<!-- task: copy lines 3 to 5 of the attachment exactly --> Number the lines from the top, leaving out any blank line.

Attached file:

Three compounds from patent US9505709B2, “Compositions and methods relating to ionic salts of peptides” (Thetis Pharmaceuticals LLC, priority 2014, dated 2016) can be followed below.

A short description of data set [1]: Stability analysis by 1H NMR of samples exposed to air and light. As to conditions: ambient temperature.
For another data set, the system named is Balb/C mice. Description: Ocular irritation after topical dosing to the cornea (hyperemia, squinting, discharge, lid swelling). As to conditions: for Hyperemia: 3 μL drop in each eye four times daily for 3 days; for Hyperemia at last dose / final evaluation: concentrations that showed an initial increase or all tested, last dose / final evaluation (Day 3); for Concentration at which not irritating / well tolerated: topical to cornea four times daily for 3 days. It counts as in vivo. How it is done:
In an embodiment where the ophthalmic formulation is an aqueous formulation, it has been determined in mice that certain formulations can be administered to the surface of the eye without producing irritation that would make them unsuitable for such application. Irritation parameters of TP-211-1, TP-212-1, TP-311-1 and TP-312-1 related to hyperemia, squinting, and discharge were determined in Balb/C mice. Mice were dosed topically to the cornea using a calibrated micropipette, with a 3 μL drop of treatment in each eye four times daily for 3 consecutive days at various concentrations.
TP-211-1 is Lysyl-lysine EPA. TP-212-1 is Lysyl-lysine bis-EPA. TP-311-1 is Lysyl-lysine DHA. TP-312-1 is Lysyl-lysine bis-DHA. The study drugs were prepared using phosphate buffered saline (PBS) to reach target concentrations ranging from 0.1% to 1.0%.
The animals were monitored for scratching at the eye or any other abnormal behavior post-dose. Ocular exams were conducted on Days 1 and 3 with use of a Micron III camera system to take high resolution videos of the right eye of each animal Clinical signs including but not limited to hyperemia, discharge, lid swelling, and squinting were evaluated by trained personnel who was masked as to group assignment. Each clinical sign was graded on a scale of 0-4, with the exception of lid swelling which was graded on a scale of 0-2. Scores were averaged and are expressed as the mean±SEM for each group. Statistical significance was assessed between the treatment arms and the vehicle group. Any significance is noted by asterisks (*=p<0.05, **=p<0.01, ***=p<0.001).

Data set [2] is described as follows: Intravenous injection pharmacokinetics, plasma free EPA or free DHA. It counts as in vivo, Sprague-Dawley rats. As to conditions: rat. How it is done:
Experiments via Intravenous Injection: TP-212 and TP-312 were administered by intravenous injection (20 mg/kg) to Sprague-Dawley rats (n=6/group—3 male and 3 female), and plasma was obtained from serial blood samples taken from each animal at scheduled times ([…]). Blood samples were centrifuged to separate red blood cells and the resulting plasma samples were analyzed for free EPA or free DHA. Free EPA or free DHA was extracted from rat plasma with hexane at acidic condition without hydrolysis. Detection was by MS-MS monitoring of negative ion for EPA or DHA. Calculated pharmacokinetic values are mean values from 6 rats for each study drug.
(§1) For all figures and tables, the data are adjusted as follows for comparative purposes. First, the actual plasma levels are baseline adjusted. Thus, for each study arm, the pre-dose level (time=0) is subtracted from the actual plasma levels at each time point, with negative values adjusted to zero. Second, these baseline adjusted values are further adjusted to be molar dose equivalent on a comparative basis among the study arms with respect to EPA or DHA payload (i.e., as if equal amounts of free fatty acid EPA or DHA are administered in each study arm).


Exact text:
For another data set, the system named is Balb/C mice. Description: Ocular irritation after topical dosing to the cornea (hyperemia, squinting, discharge, lid swelling). As to conditions: for Hyperemia: 3 μL drop in each eye four times daily for 3 days; for Hyperemia at last dose / final evaluation: concentrations that showed an initial increase or all tested, last dose / final evaluation (Day 3); for Concentration at which not irritating / well tolerated: topical to cornea four times daily for 3 days. It counts as in vivo. How it is done:
In an embodiment where the ophthalmic formulation is an aqueous formulation, it has been determined in mice that certain formulations can be administered to the surface of the eye without producing irritation that would make them unsuitable for such application. Irritation parameters of TP-211-1, TP-212-1, TP-311-1 and TP-312-1 related to hyperemia, squinting, and discharge were determined in Balb/C mice. Mice were dosed topically to the cornea using a calibrated micropipette, with a 3 μL drop of treatment in each eye four times daily for 3 consecutive days at various concentrations.
TP-211-1 is Lysyl-lysine EPA. TP-212-1 is Lysyl-lysine bis-EPA. TP-311-1 is Lysyl-lysine DHA. TP-312-1 is Lysyl-lysine bis-DHA. The study drugs were prepared using phosphate buffered saline (PBS) to reach target concentrations ranging from 0.1% to 1.0%.